Editor’s Note: The Forward’s Youth Essay Contest is asking middle and high school students to submit essays, short stories and poems on the topic “What It Means To Be Free.” We’re still accepting entries at firstname.lastname@example.org — you can find the entry guidelines here.The deadline is Friday, May 1. Today, we’re proud to publish this poem by Ilana Drake, a 17-year-old student at the High School for Math Science and Engineering in New York. We’ll be publishing more exciting new voices soon. You can find some of them here
I had never thought about freedom until my freedom was curtailed. Last December, coronavirus was a mysterious illness halfway around the world. Although I had read articles about this illness, it remained in the background of my mind as I continued “business as usual.” After all, junior year was tough enough without having to worry about one more thing that might impede my getting from point A to point B. In New York, freedom to a teenager means access to the subway, the mode of transportation where you could enter a new land with just a single swipe of your student (free) Metrocard. During this time of innocence (and denial), I trudged through my first semester exams and paid close attention to the weather forecast in the hope of a snow day. However, as the weeks passed by, the virus infiltrated the foregrounds of our cluttered minds. New cases popped up quicker than popcorn kernels in a microwave, and mathematical models of the virus’s spread became the norm. My friends who attended independent schools had school cancelled, and, on March 15, Mayor De Blasio announced that New York City Public Schools would transfer to remote learning. As the case numbers went up and Purell, masks, and toilet paper were nowhere to be found, COVID-19 became real.
Finding freedom in the epicenter of a plague
Before COVID-19, I would have given a more abstract definition of freedom and not thought about the specific domains that the word might encompass. I would have noted that freedom is being able to be who you are without having fear of feeling vulnerable by showing your true identity. However, over the past month, my physical ability to get from point A to point B, and to even have a point A and a point B available to me as exit and entry points, has been curtailed in incremental steps. For example, my new definition of freedom has become the ability to walk outside with a mask, either wearing gloves or holding a travel size bottle of hand sanitizer, and walking at least six feet away from anyone other than my parents and younger brother. Yet, ironically, as my physical freedom has diminished, my emotional freedom has blossomed.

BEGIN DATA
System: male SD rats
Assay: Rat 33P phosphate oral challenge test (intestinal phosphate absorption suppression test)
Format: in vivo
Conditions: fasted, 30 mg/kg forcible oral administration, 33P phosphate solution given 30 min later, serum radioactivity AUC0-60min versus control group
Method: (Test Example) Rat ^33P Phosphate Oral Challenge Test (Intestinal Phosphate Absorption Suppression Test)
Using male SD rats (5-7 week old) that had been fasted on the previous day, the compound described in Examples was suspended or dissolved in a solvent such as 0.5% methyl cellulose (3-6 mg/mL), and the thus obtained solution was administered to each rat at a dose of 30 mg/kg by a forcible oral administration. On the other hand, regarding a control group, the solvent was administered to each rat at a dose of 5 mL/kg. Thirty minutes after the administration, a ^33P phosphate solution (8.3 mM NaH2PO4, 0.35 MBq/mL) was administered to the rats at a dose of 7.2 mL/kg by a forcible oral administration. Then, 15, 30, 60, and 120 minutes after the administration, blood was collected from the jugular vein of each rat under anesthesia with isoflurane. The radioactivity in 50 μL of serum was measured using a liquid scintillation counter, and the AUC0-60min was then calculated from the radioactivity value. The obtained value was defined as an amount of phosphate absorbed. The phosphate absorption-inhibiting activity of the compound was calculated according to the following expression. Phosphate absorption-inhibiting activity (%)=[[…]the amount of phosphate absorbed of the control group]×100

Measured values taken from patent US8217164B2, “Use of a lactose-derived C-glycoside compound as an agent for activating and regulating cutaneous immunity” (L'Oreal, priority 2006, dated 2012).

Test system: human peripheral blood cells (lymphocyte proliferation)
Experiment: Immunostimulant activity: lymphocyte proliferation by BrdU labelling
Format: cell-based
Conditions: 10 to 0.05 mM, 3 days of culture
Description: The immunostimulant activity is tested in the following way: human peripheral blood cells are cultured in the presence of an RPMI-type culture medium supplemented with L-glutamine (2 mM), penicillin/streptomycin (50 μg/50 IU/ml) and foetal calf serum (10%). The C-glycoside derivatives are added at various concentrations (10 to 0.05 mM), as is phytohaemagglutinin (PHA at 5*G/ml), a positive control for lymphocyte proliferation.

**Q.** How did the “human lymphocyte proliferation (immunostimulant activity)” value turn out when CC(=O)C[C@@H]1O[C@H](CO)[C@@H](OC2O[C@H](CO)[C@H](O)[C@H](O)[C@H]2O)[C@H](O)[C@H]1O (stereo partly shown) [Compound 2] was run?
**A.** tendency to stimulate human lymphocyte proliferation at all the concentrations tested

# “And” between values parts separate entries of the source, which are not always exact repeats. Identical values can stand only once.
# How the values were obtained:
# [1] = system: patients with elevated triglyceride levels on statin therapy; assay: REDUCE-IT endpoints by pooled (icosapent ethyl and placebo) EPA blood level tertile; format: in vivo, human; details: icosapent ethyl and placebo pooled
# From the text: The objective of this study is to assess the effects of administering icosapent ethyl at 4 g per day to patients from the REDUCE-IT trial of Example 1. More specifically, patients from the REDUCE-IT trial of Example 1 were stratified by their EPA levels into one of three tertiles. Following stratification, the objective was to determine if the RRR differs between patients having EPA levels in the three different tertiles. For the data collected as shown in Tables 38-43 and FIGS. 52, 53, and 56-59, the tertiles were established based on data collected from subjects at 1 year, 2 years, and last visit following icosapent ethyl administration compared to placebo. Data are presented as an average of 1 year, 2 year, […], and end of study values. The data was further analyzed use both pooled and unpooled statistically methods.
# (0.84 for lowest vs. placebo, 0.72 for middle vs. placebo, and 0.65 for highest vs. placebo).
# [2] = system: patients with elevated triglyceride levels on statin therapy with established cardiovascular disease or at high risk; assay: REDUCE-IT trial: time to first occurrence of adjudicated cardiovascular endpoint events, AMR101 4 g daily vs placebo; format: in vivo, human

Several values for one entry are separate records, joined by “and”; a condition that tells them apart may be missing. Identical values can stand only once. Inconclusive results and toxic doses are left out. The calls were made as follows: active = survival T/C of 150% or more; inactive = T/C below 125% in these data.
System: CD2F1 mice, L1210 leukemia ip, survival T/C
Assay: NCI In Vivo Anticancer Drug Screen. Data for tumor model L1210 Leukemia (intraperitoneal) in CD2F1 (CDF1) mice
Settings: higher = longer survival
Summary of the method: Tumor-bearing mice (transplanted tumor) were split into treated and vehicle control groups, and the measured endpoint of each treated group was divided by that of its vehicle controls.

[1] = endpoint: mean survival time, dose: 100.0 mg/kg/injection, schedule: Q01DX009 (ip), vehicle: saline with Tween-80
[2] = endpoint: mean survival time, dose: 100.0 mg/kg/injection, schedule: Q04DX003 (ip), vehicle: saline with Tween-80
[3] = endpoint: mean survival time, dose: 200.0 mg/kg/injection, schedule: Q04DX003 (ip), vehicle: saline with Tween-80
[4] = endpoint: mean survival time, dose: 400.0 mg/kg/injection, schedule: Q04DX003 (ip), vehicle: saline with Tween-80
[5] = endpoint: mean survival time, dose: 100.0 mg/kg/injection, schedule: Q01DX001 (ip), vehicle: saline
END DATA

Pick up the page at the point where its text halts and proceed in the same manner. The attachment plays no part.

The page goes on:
Prior to COVID-19, my school day spanned from 8am to 3:35pm, which, if you reach school early or leave later in order to get extra help from a teacher, is the equivalent of a full-time job. Because my school does not have lockers, I used to feel that I was on a loaded march with a 50 pound backpack, trying to get to the nearest rest stop (Friday). And, since my school day does not contain any free periods, I never got a chance to take off my blinders in order to allow ourselves to think. Through distance learning, my school day only lasts from 8am to 1pm. Like Gregor Samsa in “The Metamorphosis,” I have been transforming into a less reactive, and a more reflective, teenager while COVID-19 has penetrated and infiltrated our City. Instead of leaving New York City, like many of our neighbors, I have learned how to appreciate our freedom to write, to work, and, in my case, to hope and to dream.
My friends outside of New York City ask me why our family has chosen to stay and, there again, I realize that having a choice means freedom. Last week, Passover had a new meaning to me as we held a family Seder on Zoom. And, as we recited the Ten Plagues, I thought about Gregor Samsa once more. While Gregor had turned into an insect, he also felt emotionally liberated and began to understand his inner workings. So although I may not be as physically free as I used to be, I now have a greater understanding and appreciation of the components of freedom as well as health. Because of this, I have begun to embark on a journey in order to find emotional and spiritual freedom in the epicenter of a plague.
Ilana Drake is a 17-year-old student at the High School for Math, Science & Engineering in New York.
Finding freedom in the epicenter of a plague